In a sea of tuxedos and fancy dresses, Detroit's most influential executives sometimes blend together. On Friday, at the North American International Auto Show, it was clear that one executive is on his way to becoming a local celebrity, even if people don't quite know what he looks like: Ford CEO Alan Mulally.
While standing in a group of people waiting to say hello to Ford Chairman Bill Ford Jr., Drive On overheard this conversation:
"Who is that guy? Is that Alan Mulally?"
"No, it's Bill Ford Jr."
"Aw, we've got to keep looking."
Mulally finally surfaced around 8 p.m., sharing a platform with a TV broadcaster and a red Ford Fusion. Crowds of people stood around the platform, shooting photos with their cellphones and lining up behind a cordoned off area hoping for a chance to say hello.
After the interview ended, Mulally spent about 15 minutes posing for pictures with people, including a group of nattily dressed folks who dubbed themselves "The distressed supplier group." Another woman grabbed Mulally by the arm as he was leaving and asked for a photo, gushing that her father would be thrilled. "He's a Ford retiree, and he loves you," she told him.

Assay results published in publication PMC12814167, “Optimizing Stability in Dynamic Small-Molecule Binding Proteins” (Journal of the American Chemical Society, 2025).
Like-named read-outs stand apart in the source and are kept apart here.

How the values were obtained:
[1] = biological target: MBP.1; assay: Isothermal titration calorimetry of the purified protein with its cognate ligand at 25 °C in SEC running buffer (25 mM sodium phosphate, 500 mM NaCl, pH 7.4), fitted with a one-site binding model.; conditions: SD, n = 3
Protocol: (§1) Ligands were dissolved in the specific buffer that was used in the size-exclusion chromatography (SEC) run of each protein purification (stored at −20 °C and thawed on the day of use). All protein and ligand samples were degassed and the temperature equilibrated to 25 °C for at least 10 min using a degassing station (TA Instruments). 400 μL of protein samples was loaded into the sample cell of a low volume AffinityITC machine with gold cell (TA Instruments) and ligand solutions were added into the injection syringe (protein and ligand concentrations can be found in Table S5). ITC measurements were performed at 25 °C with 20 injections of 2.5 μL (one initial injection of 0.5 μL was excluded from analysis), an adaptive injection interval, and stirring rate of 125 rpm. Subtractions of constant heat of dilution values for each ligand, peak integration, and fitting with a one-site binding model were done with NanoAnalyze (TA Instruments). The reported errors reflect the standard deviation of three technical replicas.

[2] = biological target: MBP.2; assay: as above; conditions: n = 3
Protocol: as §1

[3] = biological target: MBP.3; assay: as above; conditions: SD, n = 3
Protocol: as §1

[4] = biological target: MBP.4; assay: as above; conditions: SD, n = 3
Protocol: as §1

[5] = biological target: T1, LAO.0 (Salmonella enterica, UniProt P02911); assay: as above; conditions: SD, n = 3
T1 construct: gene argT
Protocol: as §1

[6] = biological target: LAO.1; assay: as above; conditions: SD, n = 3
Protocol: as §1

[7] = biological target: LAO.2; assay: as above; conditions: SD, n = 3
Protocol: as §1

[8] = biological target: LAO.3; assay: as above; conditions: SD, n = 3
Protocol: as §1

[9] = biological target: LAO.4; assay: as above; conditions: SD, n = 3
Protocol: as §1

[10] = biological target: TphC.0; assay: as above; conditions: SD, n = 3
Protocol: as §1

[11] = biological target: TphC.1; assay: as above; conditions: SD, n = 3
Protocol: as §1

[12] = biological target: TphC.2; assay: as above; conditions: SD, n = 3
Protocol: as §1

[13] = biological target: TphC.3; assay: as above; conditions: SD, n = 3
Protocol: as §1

Ford was the only hometown automaker to survive 2009 without filing for bankruptcy protection and without receiving a government bailout. Many locals credit Mulally, who mortgaged all of Ford's assets including the blue oval logo, for helping save the automaker.
Mulally, who came to Ford from Boeing three years ago, seems to be getting used to the attention, although he clearly loves it.
"Isn't this neat?" he said.